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3 Tips for Understanding Language at Blank Level 2 

There are lots of concepts to cover in Blank Level 2. Toni didn’t know where to start. So, when I discovered that her son Dominic spent hours each day playing with bricks, we had the perfect starting point.

He was doing a great job of using single words, but Toni was worried that he had been at that stage for a long time now, and that they had both got stuck in a rut with what they were doing.

We sat down, played together, and came up with 3 tips for exploring language at Blank Level 2 while enjoying the activity Dominic loved the most.

Here are those 3 tips….

Tip 1 – Describe your bricks

The first thing we did was start to sort the bricks in different ways. Dominic was good at sorting, but it tended to be a solitary activity, so as he sorted, we talked about how he was grouping the bricks.

He liked them in piles of bricks the same colour, so we talked about modelling, “red brick” “green brick” “yellow brick…. Yellow brick – the same!” labelling each time he placed a brick in the relevant pile.

Next time, before Dominic got started, I showed him how we could also sort the bricks by size, labelling “long brick”… “short brick” and sorting the bricks into 2 piles. Dominic soon got the hang of this, and before long he was also joining in to describe the bricks. We used colour, size, shape and number of dots.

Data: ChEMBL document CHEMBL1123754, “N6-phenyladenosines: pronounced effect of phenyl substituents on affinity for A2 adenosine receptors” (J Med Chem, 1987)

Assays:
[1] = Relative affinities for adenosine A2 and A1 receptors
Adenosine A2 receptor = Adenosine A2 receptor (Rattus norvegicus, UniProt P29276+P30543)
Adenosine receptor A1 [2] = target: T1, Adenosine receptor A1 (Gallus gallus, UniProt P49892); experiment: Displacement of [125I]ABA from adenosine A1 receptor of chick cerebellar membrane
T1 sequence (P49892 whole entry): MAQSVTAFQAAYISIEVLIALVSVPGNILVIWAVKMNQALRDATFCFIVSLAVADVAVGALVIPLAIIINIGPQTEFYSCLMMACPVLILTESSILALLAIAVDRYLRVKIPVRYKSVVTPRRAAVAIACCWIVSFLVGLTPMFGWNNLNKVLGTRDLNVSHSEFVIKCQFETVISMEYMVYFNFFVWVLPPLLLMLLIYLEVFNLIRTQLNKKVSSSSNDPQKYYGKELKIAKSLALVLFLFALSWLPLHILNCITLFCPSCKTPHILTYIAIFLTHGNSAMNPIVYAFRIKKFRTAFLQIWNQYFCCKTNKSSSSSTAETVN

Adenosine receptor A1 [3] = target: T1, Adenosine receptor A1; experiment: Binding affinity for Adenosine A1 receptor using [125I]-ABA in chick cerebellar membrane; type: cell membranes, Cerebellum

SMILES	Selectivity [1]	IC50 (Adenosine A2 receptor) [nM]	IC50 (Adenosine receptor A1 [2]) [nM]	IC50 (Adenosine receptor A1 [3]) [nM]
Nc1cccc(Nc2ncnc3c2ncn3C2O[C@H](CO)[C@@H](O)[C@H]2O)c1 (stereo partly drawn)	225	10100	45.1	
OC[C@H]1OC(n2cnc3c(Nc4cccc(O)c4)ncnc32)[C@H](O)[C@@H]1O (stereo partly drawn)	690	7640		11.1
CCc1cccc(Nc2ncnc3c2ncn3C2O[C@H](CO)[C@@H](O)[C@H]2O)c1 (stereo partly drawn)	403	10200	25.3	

Tip 2 – Give the builder instructions

This next one is really good for building understanding and use of language to talk about ‘where?’ with positional language.

Toni and Dominic developed a short script where Toni would pick up her brick and ask, “Where does it go?” and Dominic would have to instruct her, for example “on top” or “at the end” or “next to yellow brick”.

Toni made sure that they took turns so that she could model this new language for Dominic, supporting him to place the bricks in the right places at first. He really liked being in charge of the instructions so it was very motivating!

Tip 3 – Support with visuals

Dominic was doing really well at learning the new language, but he often needed help when it was his turn to describe or instruct, and all the different concepts could sometimes get jumbled in his brain.

So, Toni made a symbol mat that was perfect for brick building games. It included symbols for the colours, shapes, sizes and number. It also included symbols for positions such as ‘on top’ and ‘next to’ so that it could be used to cue in to a particular word. It was also useful to support building and extending sentences, with core vocabulary around the side, such as ‘I, you, get, put, no, help, finish’.

Not everyone loves bricks quite as much as Dominic, so we love to see how these concepts can also be brought into different play activities and games. So far, colouring, baking and dressing up dolls have all worked brilliantly!  

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